A few thoughts on a new Q&A platform…
Yesterday I signed up to the new web phenomena Quora (name reminds me a lot of the protein substitute Quorn). I have a terrible habit of signing up to things I know nothing about if they’re mentioned on Twitter. And listening to the babble about the site it goes to prove that social networking sites encourage people to be part of the crowd. We love to follow trending topics, and we all want to be part of the club when something new is launched. So anyways onto Quora.
I’ve got to confess I love question and answer platforms. I’m really pleased that we’ll be integrating one into the site I’m working on currently, though whether we’ll get any real response I’m not sure. I’ve been an avid follower of the Yahoo Q&A pages for a year or so and also Girls Guide To. They’ve got an air of ‘agony-auntishness’ (which isn’t really a word but I like it). Of course they’re well known to spew forth utter tosh. People post complaints about imaginary girl/boyfriends, discuss problems that only a doctor should hear about and raise the heckles of people who are silly enough to believe that trolls are people with genuine problems. However it seems that Quora has pretty much overcome this problem.
When you sign up to Quora you’re given the option to follow particular topics (which I believe they suggest depending on what information’s available from your Twitter account). So to start with you’re Q&A platform has been reduced in size, and a micro-community has been created. You can then follow individuals you know from Facebook and Twitter and see what they talk about. I thought this was fantastic as it allowed me to see the likes of Rory Cellan-Jones and Pete Cashmore answering questions. Everyone’s obviously into it. And because it’s a smaller community there seems to be less spam. People are adding questions that are relevant to me, and that I also want to answer. Plus when I asked a question I even got a few responses.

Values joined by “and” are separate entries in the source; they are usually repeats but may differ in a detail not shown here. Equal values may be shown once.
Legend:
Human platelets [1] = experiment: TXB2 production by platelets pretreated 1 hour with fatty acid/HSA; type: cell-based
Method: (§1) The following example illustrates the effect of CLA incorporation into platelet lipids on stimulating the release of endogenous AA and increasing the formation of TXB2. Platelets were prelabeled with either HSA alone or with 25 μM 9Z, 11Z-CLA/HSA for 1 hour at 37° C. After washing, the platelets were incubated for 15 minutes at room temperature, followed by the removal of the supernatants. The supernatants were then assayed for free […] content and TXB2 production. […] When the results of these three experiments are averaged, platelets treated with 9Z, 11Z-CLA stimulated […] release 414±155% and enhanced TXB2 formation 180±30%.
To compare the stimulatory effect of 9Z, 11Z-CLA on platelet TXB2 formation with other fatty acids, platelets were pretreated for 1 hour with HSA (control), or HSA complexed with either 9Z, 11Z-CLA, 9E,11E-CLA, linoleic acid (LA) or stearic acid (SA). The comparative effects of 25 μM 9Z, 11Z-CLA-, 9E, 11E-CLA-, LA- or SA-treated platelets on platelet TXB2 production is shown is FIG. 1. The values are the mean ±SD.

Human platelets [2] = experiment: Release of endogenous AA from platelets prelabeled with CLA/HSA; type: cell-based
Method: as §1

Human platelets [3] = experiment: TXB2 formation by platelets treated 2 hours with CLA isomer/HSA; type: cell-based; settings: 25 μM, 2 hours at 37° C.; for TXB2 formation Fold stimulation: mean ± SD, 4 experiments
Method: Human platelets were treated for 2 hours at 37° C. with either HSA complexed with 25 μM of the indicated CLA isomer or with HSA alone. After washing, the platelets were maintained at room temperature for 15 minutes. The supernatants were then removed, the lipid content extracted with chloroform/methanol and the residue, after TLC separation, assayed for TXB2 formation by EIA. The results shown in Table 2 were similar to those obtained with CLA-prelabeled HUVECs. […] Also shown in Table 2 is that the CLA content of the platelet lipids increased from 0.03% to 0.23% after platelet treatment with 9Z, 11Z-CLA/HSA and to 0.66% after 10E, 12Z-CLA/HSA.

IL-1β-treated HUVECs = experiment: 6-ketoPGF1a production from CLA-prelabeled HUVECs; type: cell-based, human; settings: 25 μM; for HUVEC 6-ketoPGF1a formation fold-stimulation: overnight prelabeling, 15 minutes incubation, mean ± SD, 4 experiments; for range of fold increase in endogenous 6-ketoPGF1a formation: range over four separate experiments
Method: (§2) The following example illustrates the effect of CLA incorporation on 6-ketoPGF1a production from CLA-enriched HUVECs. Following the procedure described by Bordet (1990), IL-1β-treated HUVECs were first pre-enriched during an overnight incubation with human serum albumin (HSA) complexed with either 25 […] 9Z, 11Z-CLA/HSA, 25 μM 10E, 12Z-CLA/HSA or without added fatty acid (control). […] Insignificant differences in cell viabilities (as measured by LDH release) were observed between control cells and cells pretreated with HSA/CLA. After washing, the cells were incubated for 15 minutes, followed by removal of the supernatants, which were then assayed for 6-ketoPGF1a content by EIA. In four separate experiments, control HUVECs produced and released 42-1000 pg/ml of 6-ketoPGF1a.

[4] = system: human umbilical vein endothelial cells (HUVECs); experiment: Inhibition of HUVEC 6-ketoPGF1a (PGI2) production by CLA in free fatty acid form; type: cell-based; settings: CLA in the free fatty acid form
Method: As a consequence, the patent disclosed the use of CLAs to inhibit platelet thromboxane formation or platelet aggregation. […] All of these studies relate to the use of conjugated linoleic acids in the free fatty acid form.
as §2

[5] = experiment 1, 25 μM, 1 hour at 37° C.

As for the business side, I think like Linkedin Quora could be useful for getting opinions on business ideas, finding statistics and looking for PR/social media and copywriting companies to work with who are on the ball and up-to-date (if they’re using the latest tools I would assume they are). It could also be a useful tool for companies to find new workers and contacts. If you’re a social media manager out of work, it allows you to prove your understanding of the subject area, plus you can publish your Qs and As to your Twitter/Facebook accounts too.
I think Quora is a useful option for social media fanatics but I don’t know how good it is in other niche areas. I’m also incredibly dubious about the long-term success of any Q&A site once momentum has dropped. Will anyone visit Quora once the hype has died down, unless they need to ask something for themselves? But it’s incredibly addictive and for now I appreciate the opportunity to have intelligent conversations with others interested in social media. Really recommend you try it.
5 things I like about Quora
- I’m not bombarded with questions from millions of different users.
- I get to hear the opinions of people I’m already following.
- There’s no trolling!
- It looks familiar (a cross between Linkedin and Facebook).
- It allows me to ‘follow’ topics and questions that interest me.